New York Storiesby Roy Hall
New York in the late seventies was run-down, crime-ridden, and affordable. We lived in the village; as many businesses had failed, people could rent one of the abundant industrial lofts in the neighborhood for a really cheap price. A friend of ours, a photographer, rented this massive space on Broadway near Waverley Place, and after moving in decided to throw a party. The party was a jolly affair: large crowd, lots of food, and great drugs. At one point it was announced that there would be entertainment. A somewhat well-known dancer called Marilyn would perform. I had met Marilyn a few times through friends and liked her a lot. Before she began she pulled me aside and said the following:
“Roy, at some point in the dance I want to do a striptease.”
“Really?” I said with growing interest.
“Yes. And need your help.”
This increased my interest.
“Watch the dance and when I nod at you, I want you to yell, ‘TAKE IT OFF. TAKE IT OFF!’”
“Are you sure?”
“Absolutely. Will you do it?”
The dance started and as the music got louder and faster, Marilyn twisted and danced in time. The crowd had gathered round in a large circle watching when Marilyn looked at me and nodded.
“TAKE IT OFF!” I yelled, “TAKE IT OFF!”
The next thing I remember was a blow to the gut and the feeling of flying through the air. After I landed two women started pummeling me.
“You sexist piece of shit!” exclaimed one while the other was twisting my arm.
“It’s men like you that make me sick.”
“But, but, but…” I gasped trying to catch my breath. But they were in no mood to listen. I just gave up and after a couple of kicks to my leg they walked away yelling that men are “PIGS!”
McSorley’s Ale House.
McSorley’s Ale House on East Seventh Street has been around for over 150 years. It was, in those days (1982), a somewhat run-down Irish bar, and perhaps still is. No frills, sawdust on the floor, simple food and beer. I had a factory on Bond Street, a few blocks away, and when a friend came to visit from Indianapolis, he asked me to take him for lunch to a “typical New York bar.” McSorley’s it had to be.
We sat down and the gruff waiter gave us a menu. He told us that the only drink available was McSorley’s ale. We ordered our food and I asked for an ale and Gary, my friend, ordered a diet Pepsi. The waiter left and returned shortly with 2 mugs of beer in each hand. He placed the 2 beers on the table in front of me and then moved over to Gary and dropped the 2 mugs from a height of about 10 inches. The beer splattered all over the table and, of course, Gary. The waiter walked away saying, “We only serve beer today!”
Union Square in New York, named for the union of Broadway and Bowery streets, has a storied history as a gathering place for rallies and protests. In the center of what is now a lovely park is a statue of George Washington. I never realized this when I lived there, as it was a park to be avoided. I would often pass on the periphery but never through it, as it was known in the late seventies to be a place for heavy drugs and crime. One day as I was crossing Sixteenth Street, a woman caught my eye. She was wearing a maid’s outfit and was half standing, half crouching in a puddle of water. She was apparently stoned, as she seemed to be defying gravity with her almost imperceptible sway. I had seen this stance before in other drug addicts, an all too common sight in these days. It was a slow gyration that would topple a normal person but it was as if her feet were solidly affixed to the ground making this impossible. What really drew my attention was what she was holding in her hand. It was a white silk dress in a dry cleaner’s bag, the bottom of which was sitting in the dirty puddle. I was fascinated as I watched this thick, black, viscous fluid, slowly wicking its way up the body of the dress.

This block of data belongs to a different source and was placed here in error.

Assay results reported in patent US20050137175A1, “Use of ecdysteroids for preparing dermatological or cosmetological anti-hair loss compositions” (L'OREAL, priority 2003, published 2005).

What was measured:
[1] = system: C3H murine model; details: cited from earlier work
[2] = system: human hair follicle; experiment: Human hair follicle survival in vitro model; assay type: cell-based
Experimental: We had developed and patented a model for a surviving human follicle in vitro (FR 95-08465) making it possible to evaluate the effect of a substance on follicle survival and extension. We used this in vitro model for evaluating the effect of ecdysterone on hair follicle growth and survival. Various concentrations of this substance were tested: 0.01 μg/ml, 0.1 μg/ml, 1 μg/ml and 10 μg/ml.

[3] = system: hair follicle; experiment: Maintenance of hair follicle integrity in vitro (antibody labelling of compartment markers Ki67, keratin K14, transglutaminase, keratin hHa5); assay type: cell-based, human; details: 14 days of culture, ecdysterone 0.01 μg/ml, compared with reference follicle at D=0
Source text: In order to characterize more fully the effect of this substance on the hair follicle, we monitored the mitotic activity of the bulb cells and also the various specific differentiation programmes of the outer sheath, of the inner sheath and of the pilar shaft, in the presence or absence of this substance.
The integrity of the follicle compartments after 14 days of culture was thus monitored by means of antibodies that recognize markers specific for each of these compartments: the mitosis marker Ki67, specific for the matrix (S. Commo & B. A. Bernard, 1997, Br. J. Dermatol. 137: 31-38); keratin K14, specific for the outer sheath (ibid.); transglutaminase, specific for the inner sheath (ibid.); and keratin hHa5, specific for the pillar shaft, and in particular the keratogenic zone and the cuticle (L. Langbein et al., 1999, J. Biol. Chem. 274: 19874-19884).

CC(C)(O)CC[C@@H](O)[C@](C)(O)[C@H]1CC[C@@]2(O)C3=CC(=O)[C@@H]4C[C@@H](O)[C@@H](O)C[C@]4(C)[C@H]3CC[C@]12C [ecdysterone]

Christopher St. Pier.
At the bottom of Christopher Street there was a very decrepit pier that jutted into the Hudson River. Before Mayor Bloomberg cleaned up the waterfront, the West Side Highway abutted a conglomeration of run-down warehouses and piers. This was during the Ed Koch mayoralty. He was a jovial buffoon who would often be seen walking through Greenwich Village asking people, “How am I doing?” I once yelled back, “Lousy,” but to no avail. The city was poor so little renovation was attempted.
Nevertheless, New Yorkers are intrepid and on hot summer days, people would flock to the riverfront to catch rays and sometimes a breeze.
Christopher Street Pier was packed the day we visited. Lots of couples, mostly gay, lounging around, talking, playing music, eating, and smoking weed. My wife and I found a spot at the edge of the dock and sat down. The atmosphere was relaxed and the conversation convivial. Suddenly someone yelled, “Look over there!”
We all turned and floating in the water, ten feet from us, was a body. It was bobbing gently near the side of the pier with its empty eye sockets gazing upward. Someone called the police and within a short time a police launch arrived. Adding to the surrealism of the moment, lying on the side of the police boat was a second body that had obviously been recently pulled from the water. We all watched aghast as the policeman fished our body out of the water. When he pulled it out we saw that it was only half a corpse. Its hind quarters and legs were missing and as it was rescued, small fish and crabs poured out of the torso. An overpowering stench wafted over the pier and we gagged. Body retrieved, the launch sped away.
Unfazed as New Yorkers often are, we soon returned to our sunbathing and snacks.
An earlier version of this article first appeared in PS Audio’s Copper Magazine, Issue 82.